‘I feel motivated and empowered for all stages of the publishing process’
Barry Faulkner, crime novelist
“Before ALLi, I had six books out and was doing okay with sales on Amazon. But I knew nothing about editing, advertising, promoting and selling. I got burned by a vanity publisher and when I sussed them out, they gave all my books one-star nasty reviews. I had to take the books down, re-title and re-cover them, losing my 65 good reviews. I was pretty fed up, but determined to get back to where I was, despite others telling me it was a rotten industry and I should forget it if I hadn’t an agent to get a publisher.
Then, a writers group pointed me to the ALLi website. I started to use it a lot, so I joined – and it was the best thing I have done. My books have gone from amateur to professional. My sales are well up and I get the answer to all my writing problems, no matter what they are, in a couple of clicks. ALLi has renewed my enthusiasm and output tremendously. I wish I’d known about it years ago.”
TIA Editor, Roz Morris Talks to ALLi Founders Orna Ross and Philip Lynch
The 10 years of ALLi have been quite a ride for director Orna Ross and her partner Philip. Roz Morris asks them about a creative revolution
Roz Morris: What gave you the impetus to create ALLi? You could have set up a Facebook support group where we all swap expertise, but you made something much bigger.
Orna Ross: We always knew it would be bigger than a Facebook group. There was a need for a professional association for self-publishing writers that would put ethics and excellence at its heart.
And ALLi hasn't really changed much in terms of what we do and how we do it. We just do it for more people and we have more people involved.
Roz Morris: Tell me more about its origins.
Orna Ross: It came at an interesting time in our lives. We had moved from Dublin to London and it was my intention to write full time. I had no intentions of self-publishing. I was hearing rumblings about self-publishing but didn't think it was for me because it was all technology and I'm not very technical.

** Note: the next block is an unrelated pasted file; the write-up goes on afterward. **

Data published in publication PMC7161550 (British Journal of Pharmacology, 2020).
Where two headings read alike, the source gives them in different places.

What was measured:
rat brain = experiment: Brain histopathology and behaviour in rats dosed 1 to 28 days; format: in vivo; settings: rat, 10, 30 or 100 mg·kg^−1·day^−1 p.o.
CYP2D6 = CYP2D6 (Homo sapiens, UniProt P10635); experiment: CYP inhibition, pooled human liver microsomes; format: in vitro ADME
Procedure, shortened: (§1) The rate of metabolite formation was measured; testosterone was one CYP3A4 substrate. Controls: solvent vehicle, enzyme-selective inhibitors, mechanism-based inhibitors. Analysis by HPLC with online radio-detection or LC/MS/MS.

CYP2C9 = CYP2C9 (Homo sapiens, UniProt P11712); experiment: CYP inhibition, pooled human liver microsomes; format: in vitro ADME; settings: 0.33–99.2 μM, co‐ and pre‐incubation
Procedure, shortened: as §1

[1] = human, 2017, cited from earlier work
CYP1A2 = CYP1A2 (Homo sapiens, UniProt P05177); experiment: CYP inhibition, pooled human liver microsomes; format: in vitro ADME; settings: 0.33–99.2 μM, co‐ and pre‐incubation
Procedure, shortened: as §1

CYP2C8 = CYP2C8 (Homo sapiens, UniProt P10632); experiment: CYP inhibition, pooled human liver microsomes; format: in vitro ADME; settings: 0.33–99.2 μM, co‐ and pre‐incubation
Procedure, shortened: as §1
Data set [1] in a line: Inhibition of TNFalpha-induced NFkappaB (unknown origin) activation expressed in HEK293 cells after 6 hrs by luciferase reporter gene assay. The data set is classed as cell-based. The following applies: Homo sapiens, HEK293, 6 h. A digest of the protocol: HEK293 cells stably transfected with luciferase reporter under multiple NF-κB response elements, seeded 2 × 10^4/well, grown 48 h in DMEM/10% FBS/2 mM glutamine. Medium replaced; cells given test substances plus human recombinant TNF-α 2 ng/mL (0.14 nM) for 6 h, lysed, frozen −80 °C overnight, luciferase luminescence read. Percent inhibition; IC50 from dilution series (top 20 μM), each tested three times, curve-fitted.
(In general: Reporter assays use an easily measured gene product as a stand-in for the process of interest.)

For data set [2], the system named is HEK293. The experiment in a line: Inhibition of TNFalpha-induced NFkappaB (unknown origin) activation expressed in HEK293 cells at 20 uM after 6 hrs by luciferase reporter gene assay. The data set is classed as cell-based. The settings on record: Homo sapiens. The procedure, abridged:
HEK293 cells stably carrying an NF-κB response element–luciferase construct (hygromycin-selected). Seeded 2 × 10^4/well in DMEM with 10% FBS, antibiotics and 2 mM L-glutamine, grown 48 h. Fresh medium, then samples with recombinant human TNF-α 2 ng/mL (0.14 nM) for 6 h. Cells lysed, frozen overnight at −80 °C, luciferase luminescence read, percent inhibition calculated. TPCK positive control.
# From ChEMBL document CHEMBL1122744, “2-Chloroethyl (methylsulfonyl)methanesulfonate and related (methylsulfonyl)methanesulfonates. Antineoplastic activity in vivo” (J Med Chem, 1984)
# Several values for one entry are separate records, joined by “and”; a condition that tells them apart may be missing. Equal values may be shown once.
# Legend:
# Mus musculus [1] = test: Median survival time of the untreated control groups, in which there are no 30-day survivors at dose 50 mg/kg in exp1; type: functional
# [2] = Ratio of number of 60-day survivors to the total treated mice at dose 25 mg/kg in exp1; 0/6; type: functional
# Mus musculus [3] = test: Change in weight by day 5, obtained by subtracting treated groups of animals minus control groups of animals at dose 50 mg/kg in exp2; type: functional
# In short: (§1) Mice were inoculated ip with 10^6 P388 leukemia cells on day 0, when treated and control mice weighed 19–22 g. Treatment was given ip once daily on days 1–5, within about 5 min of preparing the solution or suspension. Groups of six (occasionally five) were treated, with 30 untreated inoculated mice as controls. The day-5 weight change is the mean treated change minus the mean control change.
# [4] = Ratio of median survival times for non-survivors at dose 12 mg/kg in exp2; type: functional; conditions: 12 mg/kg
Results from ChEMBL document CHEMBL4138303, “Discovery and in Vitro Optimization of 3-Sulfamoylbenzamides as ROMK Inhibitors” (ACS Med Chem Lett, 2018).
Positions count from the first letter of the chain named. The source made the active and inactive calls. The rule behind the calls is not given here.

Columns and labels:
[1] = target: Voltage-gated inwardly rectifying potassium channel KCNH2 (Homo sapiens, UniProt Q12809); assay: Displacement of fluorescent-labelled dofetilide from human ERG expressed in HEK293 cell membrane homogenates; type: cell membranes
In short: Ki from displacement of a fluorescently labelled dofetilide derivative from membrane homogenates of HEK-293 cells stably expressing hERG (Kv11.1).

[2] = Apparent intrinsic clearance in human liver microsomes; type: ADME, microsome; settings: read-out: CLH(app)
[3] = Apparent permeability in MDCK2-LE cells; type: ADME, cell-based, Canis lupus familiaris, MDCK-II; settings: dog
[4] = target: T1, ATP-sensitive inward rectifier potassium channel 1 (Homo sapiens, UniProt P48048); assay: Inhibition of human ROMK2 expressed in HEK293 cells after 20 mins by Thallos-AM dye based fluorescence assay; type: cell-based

But I did notice that author friends who were doing it were having a great time. Other author friends were finding things harder and harder, being dropped by their publishers after two or three books. I myself was not in a good place with my own publisher.
The arguments about self-publishing were heated on both sides. There was a stigma. And for a lot of authors, getting a publisher was a hell of a struggle. That was seen as validation of your work. So to put your stuff out yourself was taking a step back.
But self-published authors were selling loads of books, putting what they wanted on the covers and doing things the way they wanted. They could publish fast instead of waiting 18 months. They were creatively energized while the authors who were traditionally published were almost constricted.
This was really interesting to me. And I thought, the only way I'm going to know about it is to try it.
Roz Morris: Did you have any misgivings?
Orna Ross: I did. I had to fight very hard for the publishing deal I got. It took me 54 rejections, then my journey to publication was painful. I had a lot of bad luck and a lot of bad treatment. I did get a very good contract in the end, so it was hard to turn away from it.
So I made a tiny poetry book and put it on KDP. I chose poetry because I thought nobody would buy it and I thought I was going to make a mess. To my shock people did buy it.
That was an aha moment. People were buying it and I still had all the rights, I could do more with it, such as print on demand. I have been an agent and I knew the importance of rights.
I then put out a little meditation booklet. And it sold.